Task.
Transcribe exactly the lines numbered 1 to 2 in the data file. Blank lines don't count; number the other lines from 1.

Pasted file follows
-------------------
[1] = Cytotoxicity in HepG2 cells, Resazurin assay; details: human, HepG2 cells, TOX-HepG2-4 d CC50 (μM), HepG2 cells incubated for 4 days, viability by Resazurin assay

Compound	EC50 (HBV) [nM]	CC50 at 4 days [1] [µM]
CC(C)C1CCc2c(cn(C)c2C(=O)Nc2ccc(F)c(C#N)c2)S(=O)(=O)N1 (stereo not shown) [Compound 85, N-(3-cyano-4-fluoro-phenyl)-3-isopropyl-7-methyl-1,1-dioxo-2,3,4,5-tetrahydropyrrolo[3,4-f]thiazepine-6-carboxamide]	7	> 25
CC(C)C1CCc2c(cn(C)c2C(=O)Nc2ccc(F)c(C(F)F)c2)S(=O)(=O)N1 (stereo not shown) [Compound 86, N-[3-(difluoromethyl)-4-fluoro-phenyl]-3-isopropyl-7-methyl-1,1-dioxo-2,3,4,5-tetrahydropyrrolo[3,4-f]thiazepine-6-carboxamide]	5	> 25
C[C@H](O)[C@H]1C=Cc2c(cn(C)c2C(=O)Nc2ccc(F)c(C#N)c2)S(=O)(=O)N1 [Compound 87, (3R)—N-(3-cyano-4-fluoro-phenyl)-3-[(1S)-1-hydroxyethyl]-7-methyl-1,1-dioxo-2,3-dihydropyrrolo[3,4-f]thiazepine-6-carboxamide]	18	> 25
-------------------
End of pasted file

[1] = Cytotoxicity in HepG2 cells, Resazurin assay; details: human, HepG2 cells, TOX-HepG2-4 d CC50 (μM), HepG2 cells incubated for 4 days, viability by Resazurin assay

Compound	EC50 (HBV) [nM]	CC50 at 4 days [1] [µM]